The international rowing season began early with the Samsung World Rowing Cup (Mar. 22-24) kicking off in Australia at the Sydney Olympic Regatta Course in Penrith.
The women’s quad event was first to push off and the Canadian boat of Emily Cameron of Summerside, PEI, Kerry Shaffer of Welland, Carling Zeeman of Cambridge, ON., and Kate Goodfellow of Ottawa, was third in a heat in 06:39.55, and will row in a rep on Saturday. The U.S. and New Zealand crews advanced directly to the final in this event, and all others go to the rep to attempt to advance.
In the women’s pair event, the young combination of Christine Roper of Victoria, BC, and Sarah Black of Ottawa were also third in a heat in 07:45.64, and row in a rep on Saturday to attempt to lock up a position in the final.
The lightweight women’s double of Lindsay Sferrazza of St. Catharines, and Jaclyn Halko of Uxbridge, Ont. were fourth in 07:29.69 – with only the winner advancing, this double will row in Saturday’s rep.
Also rowing in the women’s single, Zeeman was third in her heat and will row in the rep to advance. American Eleanor Logan won this race, followed by a Chinese sculler, Bin Tang. Top two in each heat advanced.
Halko won a lightweight single rep in 08:04.89 to advance directly to the A final in this event. Her lightweight teammate, Sferrazza, was second in a heat and then won her rep to advance to the A final, which will be held on Saturday. Halko and Sferrazza, both former Western University athletes, had a busy day Friday, rowing in two events – the lightweight single and double.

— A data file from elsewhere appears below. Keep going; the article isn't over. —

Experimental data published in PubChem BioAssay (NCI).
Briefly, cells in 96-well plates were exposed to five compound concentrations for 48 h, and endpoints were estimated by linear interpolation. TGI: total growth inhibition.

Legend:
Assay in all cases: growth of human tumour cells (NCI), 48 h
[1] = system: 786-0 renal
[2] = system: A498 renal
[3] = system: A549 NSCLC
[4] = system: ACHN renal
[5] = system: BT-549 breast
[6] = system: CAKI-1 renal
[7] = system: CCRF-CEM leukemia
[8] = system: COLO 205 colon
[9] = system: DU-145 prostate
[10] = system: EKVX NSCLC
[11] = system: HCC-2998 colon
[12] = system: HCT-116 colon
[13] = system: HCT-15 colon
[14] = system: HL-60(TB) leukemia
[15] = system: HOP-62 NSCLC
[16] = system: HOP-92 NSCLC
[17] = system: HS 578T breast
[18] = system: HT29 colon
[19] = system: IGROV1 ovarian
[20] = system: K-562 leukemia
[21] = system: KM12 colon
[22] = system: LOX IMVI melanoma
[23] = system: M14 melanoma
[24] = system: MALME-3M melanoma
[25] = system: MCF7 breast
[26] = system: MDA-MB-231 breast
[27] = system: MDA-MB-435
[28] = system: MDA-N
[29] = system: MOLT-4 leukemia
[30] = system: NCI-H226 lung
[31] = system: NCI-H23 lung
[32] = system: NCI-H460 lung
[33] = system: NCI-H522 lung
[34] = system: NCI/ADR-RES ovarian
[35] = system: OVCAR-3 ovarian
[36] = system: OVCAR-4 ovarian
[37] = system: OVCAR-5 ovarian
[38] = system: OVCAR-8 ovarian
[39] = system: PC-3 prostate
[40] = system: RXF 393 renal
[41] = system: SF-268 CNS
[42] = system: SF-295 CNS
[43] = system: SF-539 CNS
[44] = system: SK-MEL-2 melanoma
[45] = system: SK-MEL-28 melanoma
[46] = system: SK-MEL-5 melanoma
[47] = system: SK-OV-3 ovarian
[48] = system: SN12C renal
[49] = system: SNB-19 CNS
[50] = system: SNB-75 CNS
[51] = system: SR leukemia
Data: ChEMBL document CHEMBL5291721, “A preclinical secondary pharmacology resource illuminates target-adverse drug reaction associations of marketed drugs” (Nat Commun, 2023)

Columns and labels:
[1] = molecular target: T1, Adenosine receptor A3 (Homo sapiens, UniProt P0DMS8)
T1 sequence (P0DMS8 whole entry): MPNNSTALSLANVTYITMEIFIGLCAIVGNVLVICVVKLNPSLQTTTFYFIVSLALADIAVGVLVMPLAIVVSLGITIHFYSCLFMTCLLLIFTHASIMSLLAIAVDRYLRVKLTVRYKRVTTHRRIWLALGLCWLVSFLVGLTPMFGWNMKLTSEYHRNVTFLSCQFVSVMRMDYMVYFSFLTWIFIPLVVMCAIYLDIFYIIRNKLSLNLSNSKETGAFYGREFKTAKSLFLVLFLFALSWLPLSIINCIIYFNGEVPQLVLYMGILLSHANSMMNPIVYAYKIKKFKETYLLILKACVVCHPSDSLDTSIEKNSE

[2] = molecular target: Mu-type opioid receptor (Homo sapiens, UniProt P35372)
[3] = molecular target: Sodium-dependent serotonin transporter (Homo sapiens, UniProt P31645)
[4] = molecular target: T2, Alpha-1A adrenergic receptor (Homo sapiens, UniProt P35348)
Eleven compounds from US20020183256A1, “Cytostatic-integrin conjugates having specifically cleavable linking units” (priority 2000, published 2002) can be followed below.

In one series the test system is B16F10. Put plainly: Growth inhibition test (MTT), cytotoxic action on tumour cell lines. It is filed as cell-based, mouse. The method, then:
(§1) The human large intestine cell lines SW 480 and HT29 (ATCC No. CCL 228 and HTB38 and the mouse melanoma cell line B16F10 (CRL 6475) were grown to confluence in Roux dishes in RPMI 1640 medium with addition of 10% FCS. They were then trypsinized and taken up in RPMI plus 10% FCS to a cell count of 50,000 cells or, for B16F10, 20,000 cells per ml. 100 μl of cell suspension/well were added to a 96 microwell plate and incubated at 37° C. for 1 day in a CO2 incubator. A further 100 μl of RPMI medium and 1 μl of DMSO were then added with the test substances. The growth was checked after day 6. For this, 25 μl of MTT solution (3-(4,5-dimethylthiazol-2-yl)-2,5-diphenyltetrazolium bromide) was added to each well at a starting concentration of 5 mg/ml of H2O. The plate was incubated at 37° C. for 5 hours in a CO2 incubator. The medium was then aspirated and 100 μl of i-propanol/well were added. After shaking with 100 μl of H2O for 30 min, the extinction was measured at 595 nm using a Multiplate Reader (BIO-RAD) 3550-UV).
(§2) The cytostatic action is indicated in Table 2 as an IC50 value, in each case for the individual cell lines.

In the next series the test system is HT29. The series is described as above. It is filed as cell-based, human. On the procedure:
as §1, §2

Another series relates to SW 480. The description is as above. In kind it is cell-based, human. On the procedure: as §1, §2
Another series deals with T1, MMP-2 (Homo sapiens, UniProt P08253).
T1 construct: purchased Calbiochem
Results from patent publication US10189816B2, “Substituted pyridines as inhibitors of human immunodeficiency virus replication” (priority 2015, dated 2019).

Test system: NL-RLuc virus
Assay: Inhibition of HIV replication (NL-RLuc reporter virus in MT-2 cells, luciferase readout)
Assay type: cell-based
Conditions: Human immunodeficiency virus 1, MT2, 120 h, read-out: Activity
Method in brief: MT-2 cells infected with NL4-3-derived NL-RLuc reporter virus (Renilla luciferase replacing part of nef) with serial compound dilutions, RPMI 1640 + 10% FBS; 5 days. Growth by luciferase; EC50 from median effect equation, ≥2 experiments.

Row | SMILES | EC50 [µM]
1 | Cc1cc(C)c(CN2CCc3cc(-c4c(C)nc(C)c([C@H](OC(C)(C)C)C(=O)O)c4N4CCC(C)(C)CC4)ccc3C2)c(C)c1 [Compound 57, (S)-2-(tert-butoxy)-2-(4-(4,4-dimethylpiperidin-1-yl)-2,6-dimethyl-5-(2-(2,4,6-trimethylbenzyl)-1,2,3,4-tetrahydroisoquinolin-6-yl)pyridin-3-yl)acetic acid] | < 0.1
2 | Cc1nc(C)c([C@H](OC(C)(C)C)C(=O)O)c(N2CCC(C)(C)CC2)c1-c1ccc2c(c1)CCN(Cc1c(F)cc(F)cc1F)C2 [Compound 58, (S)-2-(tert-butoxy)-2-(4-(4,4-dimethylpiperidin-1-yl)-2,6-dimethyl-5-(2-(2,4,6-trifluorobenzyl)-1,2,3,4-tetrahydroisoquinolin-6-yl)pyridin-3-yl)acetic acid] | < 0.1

The women’s eight was second in its heat on Friday, and will row in the rep on Saturday to have the chance to row in the final. Great Britain won the heat in 6:47.68 to advance directly. Canada was second in 6:54.39, follow by two Chinese eights.
The eight for this first World Cup is Lesley Thompson-Willie of London, Darcy Marquardt of Richmond, BC, Ashley Brzozowicz of Peterborough, ON, Krista Guloien of Port Moody, BC, Goodfellow, Black of Ottawa, ON, Roper, Carolyn Ganes of Saskatoon, Sask., and Shaffer.
“This is a good group of athletes and, for the younger members of the team, there were a lot of lessons learned today about racing at this level,” said Rowing Canada Aviron High Performance Director, Peter Cookson. “It will be fun to watch them progress through this event.”
In contrast to the current chilly Canadian weather, the athletes are facing 30 plus degree heat in the late Australian summer.